The front wall of the newly rebuilt Liverpool Everyman Theatre feels like a statement of intent. It’s not often you can say that about a wall, but this one features portraits of 105 people from across Liverpool and its surrounding areas, including Cheshire and North Wales – putting the Everyman’s local community not only at its heart, but on its public face. After closing for redevelopment in July 2011, the Everyman reopened in March 2014 with a beautiful building, more accessible, more sustainable than before – and now featuring a dedicated space for the theatre’s work with young people.
“It’s a little 60-seater venue,” Matt Rutter, who runs the Young Everyman Playhouse (YEP) programme, tells me. “60 of the seats from the main space can swing through – and that’s our space, we have first call on it, and if anybody wants to borrow it they have to ask us.” Rutter is hugely passionate and enthusiastic about the YEP’s potential, and has the air of a man who is succeeding at keeping an awful lot of balls in the air at once. “My job role didn’t really exist three years ago,” he explains. “The theatre created it in time for the new building opening, making sure it had youth embedded in it. It’s been part of a real long-term plan for them.”
United under the Artistic/Executive Directorship of Gemma Bodinetz and Deborah Aydon, the Liverpool Everyman & Playhouse Theatres have gone from strength-to-strength over the last few years, launching the careers of talented local actors and writers, and originating shows that continue to run in London’s West End. The Everyman & Playhouse’s commitment to being an arts institution that does not simply exist in a city, but actively works with and belongs to its community, is no empty gesture – as its dedication to the YEP programme proves.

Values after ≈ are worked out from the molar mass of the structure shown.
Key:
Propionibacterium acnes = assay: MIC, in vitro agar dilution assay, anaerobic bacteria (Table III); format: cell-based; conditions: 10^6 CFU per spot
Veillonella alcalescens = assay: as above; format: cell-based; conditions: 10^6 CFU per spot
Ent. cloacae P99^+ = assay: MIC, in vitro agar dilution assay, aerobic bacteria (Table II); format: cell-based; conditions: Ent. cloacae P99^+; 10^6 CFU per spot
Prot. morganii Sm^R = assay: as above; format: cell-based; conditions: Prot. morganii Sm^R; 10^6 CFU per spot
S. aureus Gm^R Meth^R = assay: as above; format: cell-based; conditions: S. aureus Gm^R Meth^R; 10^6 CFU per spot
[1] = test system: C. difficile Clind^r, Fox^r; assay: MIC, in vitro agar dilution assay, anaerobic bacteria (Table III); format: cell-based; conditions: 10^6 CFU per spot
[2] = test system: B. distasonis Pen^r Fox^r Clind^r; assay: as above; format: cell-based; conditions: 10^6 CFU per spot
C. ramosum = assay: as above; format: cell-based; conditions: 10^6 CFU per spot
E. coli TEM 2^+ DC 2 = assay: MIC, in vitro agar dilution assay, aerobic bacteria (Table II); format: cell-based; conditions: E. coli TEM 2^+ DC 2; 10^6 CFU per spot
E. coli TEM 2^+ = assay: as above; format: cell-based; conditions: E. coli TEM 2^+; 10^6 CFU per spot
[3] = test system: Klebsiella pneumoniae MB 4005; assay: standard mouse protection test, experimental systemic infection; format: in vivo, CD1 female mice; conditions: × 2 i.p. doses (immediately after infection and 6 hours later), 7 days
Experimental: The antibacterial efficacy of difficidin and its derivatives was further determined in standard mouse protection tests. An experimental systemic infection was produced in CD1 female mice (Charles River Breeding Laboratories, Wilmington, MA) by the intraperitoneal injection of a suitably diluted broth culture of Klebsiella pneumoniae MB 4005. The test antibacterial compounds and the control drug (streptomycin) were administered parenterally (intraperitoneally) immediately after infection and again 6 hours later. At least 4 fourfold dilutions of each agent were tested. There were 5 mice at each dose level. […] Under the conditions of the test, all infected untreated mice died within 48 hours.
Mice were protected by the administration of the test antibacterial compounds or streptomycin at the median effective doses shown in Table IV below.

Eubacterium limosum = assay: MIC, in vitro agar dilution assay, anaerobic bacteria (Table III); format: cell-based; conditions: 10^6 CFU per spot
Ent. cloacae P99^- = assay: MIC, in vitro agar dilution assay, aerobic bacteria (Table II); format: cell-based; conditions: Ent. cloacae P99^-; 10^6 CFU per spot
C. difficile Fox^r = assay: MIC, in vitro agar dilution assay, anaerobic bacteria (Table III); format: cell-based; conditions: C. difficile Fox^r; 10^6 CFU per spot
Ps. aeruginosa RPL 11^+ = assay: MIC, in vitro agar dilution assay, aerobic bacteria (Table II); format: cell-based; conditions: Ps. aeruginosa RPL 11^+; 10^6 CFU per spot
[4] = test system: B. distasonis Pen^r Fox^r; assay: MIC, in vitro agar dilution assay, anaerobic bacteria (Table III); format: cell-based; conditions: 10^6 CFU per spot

Youth theatre schemes can be a wonderful agent for change, offering opportunities for learning and development to young people from all sections of a community – but if you don’t want to be an actor, your options can often feel limited. This is not so with Rutter’s YEP company, which is divided into several different strands of interest, encompassing not only acting, directing and writing, but production, technical work and even communications. It’s an innovative structure, and when I wonder how Rutter developed it, he says, with an infectious laugh, “Just… made it all up.”
“No,” he adds. “I know a bit about communications but I couldn’t lead a young communicators course, I know a bit about producing but I couldn’t lead a young producers course… It’s about just finding people to put into those groups, and the theatre taking a bit of ownership of that as well, so that hopefully, and we’re starting to get there, it’ll just be this young company bubbling along underneath the main theatres.”